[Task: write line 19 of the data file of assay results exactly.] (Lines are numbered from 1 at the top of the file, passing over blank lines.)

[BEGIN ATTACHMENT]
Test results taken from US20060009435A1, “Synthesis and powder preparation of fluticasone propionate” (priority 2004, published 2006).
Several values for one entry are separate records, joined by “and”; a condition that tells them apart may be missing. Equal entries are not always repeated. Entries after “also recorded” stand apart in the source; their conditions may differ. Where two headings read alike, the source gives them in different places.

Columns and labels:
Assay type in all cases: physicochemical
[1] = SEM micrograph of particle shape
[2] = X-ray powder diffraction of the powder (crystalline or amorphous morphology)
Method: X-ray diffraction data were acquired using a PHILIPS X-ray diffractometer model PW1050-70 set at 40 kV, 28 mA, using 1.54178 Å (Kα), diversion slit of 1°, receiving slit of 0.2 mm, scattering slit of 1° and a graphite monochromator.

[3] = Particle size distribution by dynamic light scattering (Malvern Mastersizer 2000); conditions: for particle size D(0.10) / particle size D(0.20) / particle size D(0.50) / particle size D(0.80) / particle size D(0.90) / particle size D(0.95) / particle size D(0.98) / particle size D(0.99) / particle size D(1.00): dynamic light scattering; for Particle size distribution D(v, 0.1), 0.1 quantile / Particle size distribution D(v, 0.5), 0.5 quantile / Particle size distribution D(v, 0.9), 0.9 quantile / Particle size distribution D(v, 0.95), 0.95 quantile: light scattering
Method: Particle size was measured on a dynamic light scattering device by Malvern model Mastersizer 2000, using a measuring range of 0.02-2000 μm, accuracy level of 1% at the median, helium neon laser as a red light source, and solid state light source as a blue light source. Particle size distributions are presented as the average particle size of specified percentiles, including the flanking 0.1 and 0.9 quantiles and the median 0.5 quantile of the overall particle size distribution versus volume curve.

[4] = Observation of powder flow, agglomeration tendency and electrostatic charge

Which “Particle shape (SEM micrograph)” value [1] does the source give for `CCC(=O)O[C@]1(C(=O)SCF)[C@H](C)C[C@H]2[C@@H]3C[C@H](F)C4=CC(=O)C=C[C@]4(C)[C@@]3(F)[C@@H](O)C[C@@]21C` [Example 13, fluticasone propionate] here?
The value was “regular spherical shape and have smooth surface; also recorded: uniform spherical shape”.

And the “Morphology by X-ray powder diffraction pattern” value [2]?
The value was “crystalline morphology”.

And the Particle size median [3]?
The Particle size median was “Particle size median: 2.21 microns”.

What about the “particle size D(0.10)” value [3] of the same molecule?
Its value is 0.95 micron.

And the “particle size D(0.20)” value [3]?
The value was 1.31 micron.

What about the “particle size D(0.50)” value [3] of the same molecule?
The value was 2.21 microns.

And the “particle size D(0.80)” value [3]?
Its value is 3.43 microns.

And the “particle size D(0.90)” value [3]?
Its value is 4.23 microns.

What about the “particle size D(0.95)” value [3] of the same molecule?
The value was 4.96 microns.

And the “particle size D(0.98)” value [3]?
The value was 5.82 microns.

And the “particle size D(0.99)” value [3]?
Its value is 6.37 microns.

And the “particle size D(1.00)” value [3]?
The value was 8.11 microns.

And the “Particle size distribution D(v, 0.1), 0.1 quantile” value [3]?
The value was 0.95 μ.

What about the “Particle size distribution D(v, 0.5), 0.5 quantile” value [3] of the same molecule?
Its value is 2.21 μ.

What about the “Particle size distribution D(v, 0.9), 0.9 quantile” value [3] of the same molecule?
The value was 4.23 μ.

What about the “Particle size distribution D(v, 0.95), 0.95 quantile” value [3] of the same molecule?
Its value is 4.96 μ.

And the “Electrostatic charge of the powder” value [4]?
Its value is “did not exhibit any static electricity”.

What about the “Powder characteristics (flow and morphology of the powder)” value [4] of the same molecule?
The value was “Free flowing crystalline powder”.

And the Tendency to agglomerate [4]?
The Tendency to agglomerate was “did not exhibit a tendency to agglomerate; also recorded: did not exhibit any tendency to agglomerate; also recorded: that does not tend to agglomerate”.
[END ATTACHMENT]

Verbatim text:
And the “particle size D(0.20)” value [3]?